Anyone who has suffered an injury at work, can attest to the fact that this usually involves a period of time off work for recovery of the injury. Immediately following the injury, it is often the case that a period of total unfitness for pre-injury duties is certified by the treating doctor. However, at some point following this period, you may find that your doctor will certify you partially fit for duties or for modified duties. What tasks you are capable of performing (or not) and over what period of time (working hours) is referred to as ‘work capacity’.
It is a term that is designed to assist in assessing a worker’s future expectations in regards to hours, type and duration of suitable work he or she can perform. It is often used in relation to a certificate of capacity form which is required when applying for, and continuing to receive weekly compensation payments, and managing a Worker’s Compensation claim.
However, insurance companies and their legal representatives often take a very narrow view of work capacity. Some may simply question whether an individual can do “some work” with the specifics of what that work looks like being overlooked. For example, if you work in a factory, they may assess that you have work capacity because you can return to the business and assist in the office.
However, there is far more to work capacity than that, and today we want to give you a broader understanding of the ins and outs, as well as the crucial points you need to be aware of.
Vocational rehabilitation providers can make it their goal to have you undertake any form of work simply to be able to illustrate general work capacity, rather than an assessment of the impact of the injury on your existing capacity. This can be unwise as it fails to take into account other, more important factors.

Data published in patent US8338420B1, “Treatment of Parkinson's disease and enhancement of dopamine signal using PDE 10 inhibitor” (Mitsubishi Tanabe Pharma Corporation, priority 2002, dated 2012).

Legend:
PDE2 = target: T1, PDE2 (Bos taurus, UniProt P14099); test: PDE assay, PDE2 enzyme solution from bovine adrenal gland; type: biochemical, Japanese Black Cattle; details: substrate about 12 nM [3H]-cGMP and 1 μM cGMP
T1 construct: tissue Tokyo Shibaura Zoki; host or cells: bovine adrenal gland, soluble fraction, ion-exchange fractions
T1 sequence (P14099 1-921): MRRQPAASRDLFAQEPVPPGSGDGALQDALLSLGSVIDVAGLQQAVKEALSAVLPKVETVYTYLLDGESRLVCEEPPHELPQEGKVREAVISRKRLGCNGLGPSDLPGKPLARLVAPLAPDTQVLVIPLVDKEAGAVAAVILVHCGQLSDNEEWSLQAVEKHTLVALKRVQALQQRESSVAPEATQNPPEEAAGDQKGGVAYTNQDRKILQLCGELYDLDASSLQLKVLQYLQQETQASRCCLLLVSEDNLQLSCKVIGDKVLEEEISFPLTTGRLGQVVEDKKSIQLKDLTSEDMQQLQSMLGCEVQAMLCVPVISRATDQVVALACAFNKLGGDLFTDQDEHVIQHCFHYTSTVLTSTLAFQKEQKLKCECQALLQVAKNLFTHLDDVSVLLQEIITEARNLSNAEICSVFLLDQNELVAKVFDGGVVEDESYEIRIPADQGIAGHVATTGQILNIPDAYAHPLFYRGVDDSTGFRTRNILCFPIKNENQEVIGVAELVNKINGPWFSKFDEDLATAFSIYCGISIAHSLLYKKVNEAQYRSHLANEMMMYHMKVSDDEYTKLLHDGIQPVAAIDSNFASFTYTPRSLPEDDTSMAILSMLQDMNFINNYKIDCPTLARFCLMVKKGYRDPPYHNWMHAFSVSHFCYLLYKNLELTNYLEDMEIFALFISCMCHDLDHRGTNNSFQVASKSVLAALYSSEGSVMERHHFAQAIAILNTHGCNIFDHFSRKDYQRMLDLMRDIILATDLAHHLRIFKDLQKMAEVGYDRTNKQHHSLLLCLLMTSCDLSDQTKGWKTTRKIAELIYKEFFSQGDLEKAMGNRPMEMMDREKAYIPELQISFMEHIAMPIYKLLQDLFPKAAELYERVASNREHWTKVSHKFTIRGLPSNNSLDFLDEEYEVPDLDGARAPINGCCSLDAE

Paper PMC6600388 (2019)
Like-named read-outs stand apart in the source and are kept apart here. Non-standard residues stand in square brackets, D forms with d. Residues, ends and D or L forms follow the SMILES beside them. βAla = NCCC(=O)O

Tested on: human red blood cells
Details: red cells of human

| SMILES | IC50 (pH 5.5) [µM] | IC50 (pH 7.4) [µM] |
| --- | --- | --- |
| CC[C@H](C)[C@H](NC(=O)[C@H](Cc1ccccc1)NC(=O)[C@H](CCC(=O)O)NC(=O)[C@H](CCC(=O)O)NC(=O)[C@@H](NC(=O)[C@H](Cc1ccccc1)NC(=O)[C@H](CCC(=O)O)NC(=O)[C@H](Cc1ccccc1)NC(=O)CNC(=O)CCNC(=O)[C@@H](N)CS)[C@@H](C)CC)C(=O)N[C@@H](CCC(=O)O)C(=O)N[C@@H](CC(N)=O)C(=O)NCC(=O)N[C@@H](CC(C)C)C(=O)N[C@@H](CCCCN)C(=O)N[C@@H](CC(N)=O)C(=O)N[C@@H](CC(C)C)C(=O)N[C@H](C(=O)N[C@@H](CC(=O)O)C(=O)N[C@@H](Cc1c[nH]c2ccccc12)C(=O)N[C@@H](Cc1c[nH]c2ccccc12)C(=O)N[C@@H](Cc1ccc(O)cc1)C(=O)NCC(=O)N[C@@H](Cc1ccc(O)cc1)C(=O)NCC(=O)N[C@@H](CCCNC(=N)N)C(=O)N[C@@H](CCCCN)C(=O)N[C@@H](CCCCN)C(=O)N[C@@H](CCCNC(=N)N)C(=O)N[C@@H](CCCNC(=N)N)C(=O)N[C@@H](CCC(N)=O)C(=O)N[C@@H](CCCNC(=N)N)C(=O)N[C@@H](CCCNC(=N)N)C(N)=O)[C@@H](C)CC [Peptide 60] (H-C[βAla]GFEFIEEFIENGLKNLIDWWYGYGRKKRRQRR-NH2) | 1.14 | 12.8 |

With Yacoub and Arnott’s broader definition, we include the ability to sell your labour on the open labour market and try to obtain as much of a redemption of your future wages as a lump sum settlement as possible. An insurer indicating that you have work capacity because you can do task ’X’ is not entirely accurate if prior to the injury your work capacity was task ‘X’ as well as task ‘Y’. Work capacity is a sliding scale rather than a yes or no answer.
Our top piece of advice is to obtain a report from a vocational rehabilitation professional that looks at your past history and skills, the jobs that are available within your area and surrounds, and whether you have a real work capacity as opposed to a functional work capacity. This will ensure that not only are you being assessed for being able to perform tasks, but for the capacity to be at the level that you were at prior to the injury.
There are several other things you can do that will assist in this area including:
If you are involved in a Workers’ Compensation claim now or in the future, Work Capacity is a term you are definitely going to come across. By being aware of the intricacies involved you will ensure you protect yourself and make sure you get the best outcome at the end of the claims process.